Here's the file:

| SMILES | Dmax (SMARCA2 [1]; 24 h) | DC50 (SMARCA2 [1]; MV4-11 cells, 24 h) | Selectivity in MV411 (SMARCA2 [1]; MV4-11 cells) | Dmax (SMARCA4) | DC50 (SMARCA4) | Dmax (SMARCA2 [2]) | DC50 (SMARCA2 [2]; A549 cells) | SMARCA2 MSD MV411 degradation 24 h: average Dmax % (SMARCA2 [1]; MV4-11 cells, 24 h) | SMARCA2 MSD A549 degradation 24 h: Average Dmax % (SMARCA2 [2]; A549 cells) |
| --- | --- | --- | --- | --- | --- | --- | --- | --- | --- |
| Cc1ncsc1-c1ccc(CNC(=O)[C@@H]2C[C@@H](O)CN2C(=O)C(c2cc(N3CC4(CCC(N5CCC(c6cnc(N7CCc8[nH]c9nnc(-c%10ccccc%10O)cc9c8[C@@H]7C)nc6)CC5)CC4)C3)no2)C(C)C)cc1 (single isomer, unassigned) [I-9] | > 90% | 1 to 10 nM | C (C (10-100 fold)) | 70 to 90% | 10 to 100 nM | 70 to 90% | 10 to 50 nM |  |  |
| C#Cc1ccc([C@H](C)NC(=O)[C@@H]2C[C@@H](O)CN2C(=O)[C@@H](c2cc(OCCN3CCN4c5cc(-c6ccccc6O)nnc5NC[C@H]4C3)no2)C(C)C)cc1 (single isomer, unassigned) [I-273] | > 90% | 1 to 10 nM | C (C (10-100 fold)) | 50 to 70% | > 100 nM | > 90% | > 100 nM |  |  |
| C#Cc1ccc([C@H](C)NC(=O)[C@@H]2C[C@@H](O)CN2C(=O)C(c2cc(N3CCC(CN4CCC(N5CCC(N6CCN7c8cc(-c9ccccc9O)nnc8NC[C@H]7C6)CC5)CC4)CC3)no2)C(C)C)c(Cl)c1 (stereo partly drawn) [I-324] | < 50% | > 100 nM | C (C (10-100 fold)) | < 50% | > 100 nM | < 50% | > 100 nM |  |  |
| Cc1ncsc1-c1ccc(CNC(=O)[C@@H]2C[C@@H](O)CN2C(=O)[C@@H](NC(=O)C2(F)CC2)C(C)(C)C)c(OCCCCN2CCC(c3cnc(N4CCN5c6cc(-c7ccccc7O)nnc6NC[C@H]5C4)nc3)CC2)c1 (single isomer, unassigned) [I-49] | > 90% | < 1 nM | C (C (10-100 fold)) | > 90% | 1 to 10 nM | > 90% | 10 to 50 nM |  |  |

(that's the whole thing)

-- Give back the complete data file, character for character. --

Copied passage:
| SMILES | Dmax (SMARCA2 [1]; 24 h) | DC50 (SMARCA2 [1]; MV4-11 cells, 24 h) | Selectivity in MV411 (SMARCA2 [1]; MV4-11 cells) | Dmax (SMARCA4) | DC50 (SMARCA4) | Dmax (SMARCA2 [2]) | DC50 (SMARCA2 [2]; A549 cells) | SMARCA2 MSD MV411 degradation 24 h: average Dmax % (SMARCA2 [1]; MV4-11 cells, 24 h) | SMARCA2 MSD A549 degradation 24 h: Average Dmax % (SMARCA2 [2]; A549 cells) |
| --- | --- | --- | --- | --- | --- | --- | --- | --- | --- |
| Cc1ncsc1-c1ccc(CNC(=O)[C@@H]2C[C@@H](O)CN2C(=O)C(c2cc(N3CC4(CCC(N5CCC(c6cnc(N7CCc8[nH]c9nnc(-c%10ccccc%10O)cc9c8[C@@H]7C)nc6)CC5)CC4)C3)no2)C(C)C)cc1 (single isomer, unassigned) [I-9] | > 90% | 1 to 10 nM | C (C (10-100 fold)) | 70 to 90% | 10 to 100 nM | 70 to 90% | 10 to 50 nM |  |  |
| C#Cc1ccc([C@H](C)NC(=O)[C@@H]2C[C@@H](O)CN2C(=O)[C@@H](c2cc(OCCN3CCN4c5cc(-c6ccccc6O)nnc5NC[C@H]4C3)no2)C(C)C)cc1 (single isomer, unassigned) [I-273] | > 90% | 1 to 10 nM | C (C (10-100 fold)) | 50 to 70% | > 100 nM | > 90% | > 100 nM |  |  |
| C#Cc1ccc([C@H](C)NC(=O)[C@@H]2C[C@@H](O)CN2C(=O)C(c2cc(N3CCC(CN4CCC(N5CCC(N6CCN7c8cc(-c9ccccc9O)nnc8NC[C@H]7C6)CC5)CC4)CC3)no2)C(C)C)c(Cl)c1 (stereo partly drawn) [I-324] | < 50% | > 100 nM | C (C (10-100 fold)) | < 50% | > 100 nM | < 50% | > 100 nM |  |  |
| Cc1ncsc1-c1ccc(CNC(=O)[C@@H]2C[C@@H](O)CN2C(=O)[C@@H](NC(=O)C2(F)CC2)C(C)(C)C)c(OCCCCN2CCC(c3cnc(N4CCN5c6cc(-c7ccccc7O)nnc6NC[C@H]5C4)nc3)CC2)c1 (single isomer, unassigned) [I-49] | > 90% | < 1 nM | C (C (10-100 fold)) | > 90% | 1 to 10 nM | > 90% | 10 to 50 nM |  |  |